What will Vladimir Putin do next? Since Russia annexed Crimea in 2014, discussions about Russia in the west have been preoccupied by two questions: which other countries does Russia have territorial ambitions in? And what is Putin’s plan for when his presidential term expires in 2024? The answer to both of these questions could lie in an often overlooked country: Belarus
When Putin’s presidency officially ends, the Russian constitution prevents him from seeking another term in office. Putin could, of course, change the rulebook. He did this before by switching roles with prime minister Dmitry Medvedev in 2011. But a repeat of this looks unlikely: the head of Russia’s Constitutional Court has strongly suggested that the constitution cannot be amended. What’s more, his ‘castling’ move was met with a widespread public backlash and sustained protests across the country; instability that the Russian authorities are anxious not to repeat.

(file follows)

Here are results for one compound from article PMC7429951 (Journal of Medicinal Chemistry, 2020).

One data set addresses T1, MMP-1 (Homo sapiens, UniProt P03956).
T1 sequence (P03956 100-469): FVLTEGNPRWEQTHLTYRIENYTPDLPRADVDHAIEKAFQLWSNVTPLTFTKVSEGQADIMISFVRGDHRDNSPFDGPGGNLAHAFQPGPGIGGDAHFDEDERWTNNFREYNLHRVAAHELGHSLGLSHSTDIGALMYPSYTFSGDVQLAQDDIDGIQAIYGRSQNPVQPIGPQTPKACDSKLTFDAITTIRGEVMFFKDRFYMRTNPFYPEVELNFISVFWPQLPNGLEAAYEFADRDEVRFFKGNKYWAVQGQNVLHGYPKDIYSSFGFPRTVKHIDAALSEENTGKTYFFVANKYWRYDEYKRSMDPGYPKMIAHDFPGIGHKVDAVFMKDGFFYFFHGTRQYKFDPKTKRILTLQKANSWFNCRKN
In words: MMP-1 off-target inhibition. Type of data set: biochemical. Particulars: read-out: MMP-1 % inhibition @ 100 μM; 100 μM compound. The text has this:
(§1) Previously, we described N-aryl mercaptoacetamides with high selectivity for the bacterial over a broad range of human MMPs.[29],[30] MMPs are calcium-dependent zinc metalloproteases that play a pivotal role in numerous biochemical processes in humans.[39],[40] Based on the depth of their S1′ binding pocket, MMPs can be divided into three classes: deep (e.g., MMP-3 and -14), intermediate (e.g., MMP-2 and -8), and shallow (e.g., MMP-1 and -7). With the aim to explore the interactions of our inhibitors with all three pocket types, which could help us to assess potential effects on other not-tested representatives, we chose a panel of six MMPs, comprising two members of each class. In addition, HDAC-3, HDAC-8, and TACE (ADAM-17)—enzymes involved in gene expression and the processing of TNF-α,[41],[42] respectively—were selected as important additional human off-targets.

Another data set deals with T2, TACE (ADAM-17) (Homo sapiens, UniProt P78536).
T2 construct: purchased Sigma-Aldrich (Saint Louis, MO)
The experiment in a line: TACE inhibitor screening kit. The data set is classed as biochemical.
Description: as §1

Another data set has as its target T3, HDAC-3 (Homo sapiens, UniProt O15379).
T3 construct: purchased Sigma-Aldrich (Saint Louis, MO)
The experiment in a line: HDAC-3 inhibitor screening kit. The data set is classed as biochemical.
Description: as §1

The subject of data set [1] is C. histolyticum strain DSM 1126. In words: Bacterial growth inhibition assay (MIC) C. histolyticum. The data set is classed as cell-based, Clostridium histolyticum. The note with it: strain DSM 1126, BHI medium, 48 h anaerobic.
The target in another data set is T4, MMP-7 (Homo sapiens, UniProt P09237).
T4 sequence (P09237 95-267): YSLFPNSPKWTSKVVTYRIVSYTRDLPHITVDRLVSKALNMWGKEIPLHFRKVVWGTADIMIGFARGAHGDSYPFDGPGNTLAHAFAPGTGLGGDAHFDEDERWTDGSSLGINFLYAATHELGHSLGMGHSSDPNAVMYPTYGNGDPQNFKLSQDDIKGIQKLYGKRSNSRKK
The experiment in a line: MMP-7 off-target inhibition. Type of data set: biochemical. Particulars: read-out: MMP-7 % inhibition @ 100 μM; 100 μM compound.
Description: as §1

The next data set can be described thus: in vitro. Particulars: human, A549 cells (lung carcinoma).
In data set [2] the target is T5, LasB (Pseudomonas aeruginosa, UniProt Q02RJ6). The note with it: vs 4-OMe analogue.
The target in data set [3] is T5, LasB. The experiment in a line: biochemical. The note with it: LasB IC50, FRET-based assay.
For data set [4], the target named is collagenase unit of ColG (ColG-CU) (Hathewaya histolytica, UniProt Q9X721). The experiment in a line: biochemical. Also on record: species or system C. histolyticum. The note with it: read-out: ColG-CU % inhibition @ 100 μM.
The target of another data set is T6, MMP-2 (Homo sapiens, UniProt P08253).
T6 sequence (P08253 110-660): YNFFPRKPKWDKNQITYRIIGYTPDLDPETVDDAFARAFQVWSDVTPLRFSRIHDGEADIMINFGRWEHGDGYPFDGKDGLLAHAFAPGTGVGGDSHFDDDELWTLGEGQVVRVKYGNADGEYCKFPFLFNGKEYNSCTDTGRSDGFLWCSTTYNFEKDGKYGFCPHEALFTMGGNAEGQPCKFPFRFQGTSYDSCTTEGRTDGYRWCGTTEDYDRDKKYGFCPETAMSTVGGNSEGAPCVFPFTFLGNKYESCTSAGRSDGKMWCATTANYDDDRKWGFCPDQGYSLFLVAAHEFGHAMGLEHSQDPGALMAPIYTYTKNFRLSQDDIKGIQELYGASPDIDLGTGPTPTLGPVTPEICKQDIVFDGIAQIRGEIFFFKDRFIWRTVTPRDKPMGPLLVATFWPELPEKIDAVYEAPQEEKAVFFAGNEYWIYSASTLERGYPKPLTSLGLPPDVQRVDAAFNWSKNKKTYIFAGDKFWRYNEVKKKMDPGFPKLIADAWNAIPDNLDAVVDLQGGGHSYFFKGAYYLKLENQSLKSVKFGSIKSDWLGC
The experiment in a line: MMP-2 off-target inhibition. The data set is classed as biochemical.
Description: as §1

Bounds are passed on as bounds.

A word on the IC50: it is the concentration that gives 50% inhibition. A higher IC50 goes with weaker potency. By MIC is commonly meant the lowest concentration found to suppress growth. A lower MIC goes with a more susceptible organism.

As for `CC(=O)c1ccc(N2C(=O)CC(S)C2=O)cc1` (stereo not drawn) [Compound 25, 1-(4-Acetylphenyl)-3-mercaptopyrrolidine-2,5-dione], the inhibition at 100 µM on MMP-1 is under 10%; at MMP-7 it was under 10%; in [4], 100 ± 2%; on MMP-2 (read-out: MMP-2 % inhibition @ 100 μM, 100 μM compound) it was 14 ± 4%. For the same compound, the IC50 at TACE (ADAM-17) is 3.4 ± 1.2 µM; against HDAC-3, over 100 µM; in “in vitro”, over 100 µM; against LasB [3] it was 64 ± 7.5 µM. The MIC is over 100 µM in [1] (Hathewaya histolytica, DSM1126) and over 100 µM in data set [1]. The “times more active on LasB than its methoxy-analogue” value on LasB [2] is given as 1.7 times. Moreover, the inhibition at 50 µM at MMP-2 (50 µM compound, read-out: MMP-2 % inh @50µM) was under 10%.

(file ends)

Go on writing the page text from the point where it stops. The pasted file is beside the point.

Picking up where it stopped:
So if Putin does step down, he will want to make sure of two things: that he retains significant influence over the political environment in Russia; and that his successor is loyal, but powerful enough to guarantee his and his family’s safety. To achieve this, Putin could become head of the security council or a senior presidential aide. But there has been growing speculation that he is looking to Russia’s neighbour, Belarus, for his political future.
In December, Putin met with Belarusian president Alexander Lukashenko three times, officially to engage in crisis talks about an ongoing oil tax dispute (Belarus receives Russian oil which it refines and exports). But while the discussions over oil duties did not yield results, Putin did reveal that he has been considering deeper political integration with Belarus.
Since 1999, Belarus and Russia have technically been part of the Union State, a largely symbolic alliance that allows them to share military and intelligence ties, but not a single currency, government or flag.